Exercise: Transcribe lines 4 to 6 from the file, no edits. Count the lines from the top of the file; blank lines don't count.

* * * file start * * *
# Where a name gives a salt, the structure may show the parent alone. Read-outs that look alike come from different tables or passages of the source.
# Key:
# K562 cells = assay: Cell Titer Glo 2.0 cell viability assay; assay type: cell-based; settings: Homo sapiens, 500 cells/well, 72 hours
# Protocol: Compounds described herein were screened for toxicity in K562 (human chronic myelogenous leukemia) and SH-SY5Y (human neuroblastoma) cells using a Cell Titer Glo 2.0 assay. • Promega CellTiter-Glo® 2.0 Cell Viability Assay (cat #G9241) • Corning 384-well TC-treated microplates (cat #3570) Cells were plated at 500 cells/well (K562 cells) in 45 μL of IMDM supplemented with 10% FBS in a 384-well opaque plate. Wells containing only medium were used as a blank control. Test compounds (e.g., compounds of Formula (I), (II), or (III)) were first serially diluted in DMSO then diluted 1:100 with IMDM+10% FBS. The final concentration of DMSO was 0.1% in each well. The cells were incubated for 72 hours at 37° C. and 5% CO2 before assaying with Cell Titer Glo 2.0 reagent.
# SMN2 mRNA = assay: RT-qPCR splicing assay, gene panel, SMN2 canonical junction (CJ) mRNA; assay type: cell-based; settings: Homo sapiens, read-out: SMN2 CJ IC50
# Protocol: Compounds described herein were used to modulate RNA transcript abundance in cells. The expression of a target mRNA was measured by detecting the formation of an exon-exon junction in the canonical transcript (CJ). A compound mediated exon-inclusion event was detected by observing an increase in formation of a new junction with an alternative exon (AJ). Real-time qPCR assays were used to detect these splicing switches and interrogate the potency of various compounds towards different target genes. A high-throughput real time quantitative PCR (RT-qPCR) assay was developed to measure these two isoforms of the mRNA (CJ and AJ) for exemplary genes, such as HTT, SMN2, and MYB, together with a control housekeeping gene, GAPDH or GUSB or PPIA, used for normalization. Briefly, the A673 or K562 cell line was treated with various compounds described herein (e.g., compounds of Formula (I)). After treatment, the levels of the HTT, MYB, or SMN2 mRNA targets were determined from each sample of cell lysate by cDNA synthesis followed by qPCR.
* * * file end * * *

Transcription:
# Protocol: Compounds described herein were screened for toxicity in K562 (human chronic myelogenous leukemia) and SH-SY5Y (human neuroblastoma) cells using a Cell Titer Glo 2.0 assay. • Promega CellTiter-Glo® 2.0 Cell Viability Assay (cat #G9241) • Corning 384-well TC-treated microplates (cat #3570) Cells were plated at 500 cells/well (K562 cells) in 45 μL of IMDM supplemented with 10% FBS in a 384-well opaque plate. Wells containing only medium were used as a blank control. Test compounds (e.g., compounds of Formula (I), (II), or (III)) were first serially diluted in DMSO then diluted 1:100 with IMDM+10% FBS. The final concentration of DMSO was 0.1% in each well. The cells were incubated for 72 hours at 37° C. and 5% CO2 before assaying with Cell Titer Glo 2.0 reagent.
# SMN2 mRNA = assay: RT-qPCR splicing assay, gene panel, SMN2 canonical junction (CJ) mRNA; assay type: cell-based; settings: Homo sapiens, read-out: SMN2 CJ IC50
# Protocol: Compounds described herein were used to modulate RNA transcript abundance in cells. The expression of a target mRNA was measured by detecting the formation of an exon-exon junction in the canonical transcript (CJ). A compound mediated exon-inclusion event was detected by observing an increase in formation of a new junction with an alternative exon (AJ). Real-time qPCR assays were used to detect these splicing switches and interrogate the potency of various compounds towards different target genes. A high-throughput real time quantitative PCR (RT-qPCR) assay was developed to measure these two isoforms of the mRNA (CJ and AJ) for exemplary genes, such as HTT, SMN2, and MYB, together with a control housekeeping gene, GAPDH or GUSB or PPIA, used for normalization. Briefly, the A673 or K562 cell line was treated with various compounds described herein (e.g., compounds of Formula (I)). After treatment, the levels of the HTT, MYB, or SMN2 mRNA targets were determined from each sample of cell lysate by cDNA synthesis followed by qPCR.